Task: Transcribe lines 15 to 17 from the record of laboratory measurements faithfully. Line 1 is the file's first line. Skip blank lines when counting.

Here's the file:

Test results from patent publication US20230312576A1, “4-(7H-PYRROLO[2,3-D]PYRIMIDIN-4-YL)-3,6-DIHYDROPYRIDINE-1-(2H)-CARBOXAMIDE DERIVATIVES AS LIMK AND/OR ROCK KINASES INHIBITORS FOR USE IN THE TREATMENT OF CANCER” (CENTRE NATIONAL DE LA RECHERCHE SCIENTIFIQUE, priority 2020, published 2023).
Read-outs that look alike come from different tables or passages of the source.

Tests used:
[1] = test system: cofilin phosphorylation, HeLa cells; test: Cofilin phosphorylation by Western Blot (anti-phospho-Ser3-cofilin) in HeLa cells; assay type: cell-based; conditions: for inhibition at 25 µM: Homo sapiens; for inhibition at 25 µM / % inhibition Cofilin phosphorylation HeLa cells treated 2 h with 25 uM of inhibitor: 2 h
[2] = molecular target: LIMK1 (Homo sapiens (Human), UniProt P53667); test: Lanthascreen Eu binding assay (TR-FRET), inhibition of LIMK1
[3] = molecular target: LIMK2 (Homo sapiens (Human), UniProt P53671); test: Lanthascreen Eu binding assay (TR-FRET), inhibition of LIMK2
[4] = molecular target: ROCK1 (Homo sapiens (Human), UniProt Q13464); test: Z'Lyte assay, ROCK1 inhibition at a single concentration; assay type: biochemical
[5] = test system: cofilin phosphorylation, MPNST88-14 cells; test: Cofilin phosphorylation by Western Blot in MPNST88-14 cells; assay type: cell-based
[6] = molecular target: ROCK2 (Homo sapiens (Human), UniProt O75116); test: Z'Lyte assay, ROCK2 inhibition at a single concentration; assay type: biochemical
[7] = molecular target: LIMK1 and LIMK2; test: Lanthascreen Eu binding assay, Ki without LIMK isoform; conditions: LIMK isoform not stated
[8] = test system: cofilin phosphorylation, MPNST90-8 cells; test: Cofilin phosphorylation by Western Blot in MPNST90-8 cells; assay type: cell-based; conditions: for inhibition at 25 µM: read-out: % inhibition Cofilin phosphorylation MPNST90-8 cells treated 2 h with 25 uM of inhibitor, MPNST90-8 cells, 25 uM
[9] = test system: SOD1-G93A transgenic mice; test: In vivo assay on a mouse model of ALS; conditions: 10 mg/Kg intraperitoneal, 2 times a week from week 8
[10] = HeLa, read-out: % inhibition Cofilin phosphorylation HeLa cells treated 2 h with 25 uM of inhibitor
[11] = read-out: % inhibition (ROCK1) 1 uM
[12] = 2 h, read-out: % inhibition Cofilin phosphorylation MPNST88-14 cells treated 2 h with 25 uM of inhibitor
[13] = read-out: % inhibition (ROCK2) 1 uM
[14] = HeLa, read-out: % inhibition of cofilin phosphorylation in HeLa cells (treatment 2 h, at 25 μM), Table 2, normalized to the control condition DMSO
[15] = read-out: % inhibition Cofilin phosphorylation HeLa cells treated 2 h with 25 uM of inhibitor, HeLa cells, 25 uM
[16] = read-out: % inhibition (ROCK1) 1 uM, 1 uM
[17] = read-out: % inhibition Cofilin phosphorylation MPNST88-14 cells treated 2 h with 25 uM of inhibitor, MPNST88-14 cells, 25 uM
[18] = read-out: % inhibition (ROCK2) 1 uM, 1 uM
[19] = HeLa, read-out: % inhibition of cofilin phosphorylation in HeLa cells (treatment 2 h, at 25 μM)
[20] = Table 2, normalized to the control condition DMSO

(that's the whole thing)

[12] = 2 h, read-out: % inhibition Cofilin phosphorylation MPNST88-14 cells treated 2 h with 25 uM of inhibitor
[13] = read-out: % inhibition (ROCK2) 1 uM
[14] = HeLa, read-out: % inhibition of cofilin phosphorylation in HeLa cells (treatment 2 h, at 25 μM), Table 2, normalized to the control condition DMSO